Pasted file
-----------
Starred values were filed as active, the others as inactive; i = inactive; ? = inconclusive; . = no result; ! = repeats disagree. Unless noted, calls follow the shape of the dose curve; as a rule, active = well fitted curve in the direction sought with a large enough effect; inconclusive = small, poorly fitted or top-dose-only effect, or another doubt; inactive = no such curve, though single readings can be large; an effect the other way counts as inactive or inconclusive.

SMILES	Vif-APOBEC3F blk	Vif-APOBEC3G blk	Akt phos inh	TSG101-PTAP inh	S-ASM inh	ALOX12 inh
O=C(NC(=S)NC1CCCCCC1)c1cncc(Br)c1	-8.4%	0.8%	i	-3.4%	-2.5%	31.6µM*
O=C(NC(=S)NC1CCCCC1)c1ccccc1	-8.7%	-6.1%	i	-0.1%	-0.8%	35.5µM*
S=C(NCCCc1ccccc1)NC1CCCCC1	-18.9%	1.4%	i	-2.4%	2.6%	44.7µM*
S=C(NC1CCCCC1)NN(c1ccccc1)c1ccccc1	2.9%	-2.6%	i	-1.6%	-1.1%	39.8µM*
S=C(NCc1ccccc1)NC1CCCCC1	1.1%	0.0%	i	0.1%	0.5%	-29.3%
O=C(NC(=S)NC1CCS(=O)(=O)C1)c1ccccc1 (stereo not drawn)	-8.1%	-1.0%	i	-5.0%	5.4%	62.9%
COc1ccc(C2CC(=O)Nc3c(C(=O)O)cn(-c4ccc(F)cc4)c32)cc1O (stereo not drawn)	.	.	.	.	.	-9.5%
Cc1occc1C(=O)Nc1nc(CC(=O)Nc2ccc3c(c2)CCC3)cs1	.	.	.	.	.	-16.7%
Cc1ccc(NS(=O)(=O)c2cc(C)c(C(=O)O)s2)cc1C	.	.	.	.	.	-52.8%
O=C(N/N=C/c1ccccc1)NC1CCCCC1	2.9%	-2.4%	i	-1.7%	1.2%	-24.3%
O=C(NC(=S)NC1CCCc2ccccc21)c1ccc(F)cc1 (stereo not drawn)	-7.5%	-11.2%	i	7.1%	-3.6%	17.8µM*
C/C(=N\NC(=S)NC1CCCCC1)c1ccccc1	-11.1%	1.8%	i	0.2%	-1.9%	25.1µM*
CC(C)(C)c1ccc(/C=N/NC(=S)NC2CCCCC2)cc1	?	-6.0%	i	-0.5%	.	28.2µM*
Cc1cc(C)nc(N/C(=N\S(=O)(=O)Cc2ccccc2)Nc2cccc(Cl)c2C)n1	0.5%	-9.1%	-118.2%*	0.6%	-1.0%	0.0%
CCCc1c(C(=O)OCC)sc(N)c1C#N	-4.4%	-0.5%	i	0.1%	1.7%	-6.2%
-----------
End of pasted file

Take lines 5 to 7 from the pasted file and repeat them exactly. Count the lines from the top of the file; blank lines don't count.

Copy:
S=C(NCCCc1ccccc1)NC1CCCCC1	-18.9%	1.4%	i	-2.4%	2.6%	44.7µM*
S=C(NC1CCCCC1)NN(c1ccccc1)c1ccccc1	2.9%	-2.6%	i	-1.6%	-1.1%	39.8µM*
S=C(NCc1ccccc1)NC1CCCCC1	1.1%	0.0%	i	0.1%	0.5%	-29.3%